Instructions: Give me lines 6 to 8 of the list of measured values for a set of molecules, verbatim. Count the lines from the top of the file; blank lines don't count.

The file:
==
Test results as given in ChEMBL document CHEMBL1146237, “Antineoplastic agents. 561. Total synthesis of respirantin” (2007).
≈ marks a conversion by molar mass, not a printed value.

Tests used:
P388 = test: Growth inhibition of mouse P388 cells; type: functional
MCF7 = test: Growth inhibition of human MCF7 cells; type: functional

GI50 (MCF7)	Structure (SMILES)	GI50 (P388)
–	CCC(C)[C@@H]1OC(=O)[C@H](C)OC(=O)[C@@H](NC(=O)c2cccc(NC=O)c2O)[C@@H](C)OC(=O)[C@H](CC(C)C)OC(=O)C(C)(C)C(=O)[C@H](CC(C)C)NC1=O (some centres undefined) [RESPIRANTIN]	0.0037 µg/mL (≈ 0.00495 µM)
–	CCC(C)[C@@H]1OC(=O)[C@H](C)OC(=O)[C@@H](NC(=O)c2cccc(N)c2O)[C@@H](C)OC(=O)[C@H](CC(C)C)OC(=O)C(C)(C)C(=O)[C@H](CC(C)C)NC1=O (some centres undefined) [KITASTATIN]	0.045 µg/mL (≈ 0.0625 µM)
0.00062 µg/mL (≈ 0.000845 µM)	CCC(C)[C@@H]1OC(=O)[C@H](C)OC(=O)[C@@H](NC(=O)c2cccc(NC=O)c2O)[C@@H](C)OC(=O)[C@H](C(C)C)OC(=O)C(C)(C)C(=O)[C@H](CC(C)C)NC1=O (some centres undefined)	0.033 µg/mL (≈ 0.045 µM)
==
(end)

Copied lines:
GI50 (MCF7)	Structure (SMILES)	GI50 (P388)
–	CCC(C)[C@@H]1OC(=O)[C@H](C)OC(=O)[C@@H](NC(=O)c2cccc(NC=O)c2O)[C@@H](C)OC(=O)[C@H](CC(C)C)OC(=O)C(C)(C)C(=O)[C@H](CC(C)C)NC1=O (some centres undefined) [RESPIRANTIN]	0.0037 µg/mL (≈ 0.00495 µM)
–	CCC(C)[C@@H]1OC(=O)[C@H](C)OC(=O)[C@@H](NC(=O)c2cccc(N)c2O)[C@@H](C)OC(=O)[C@H](CC(C)C)OC(=O)C(C)(C)C(=O)[C@H](CC(C)C)NC1=O (some centres undefined) [KITASTATIN]	0.045 µg/mL (≈ 0.0625 µM)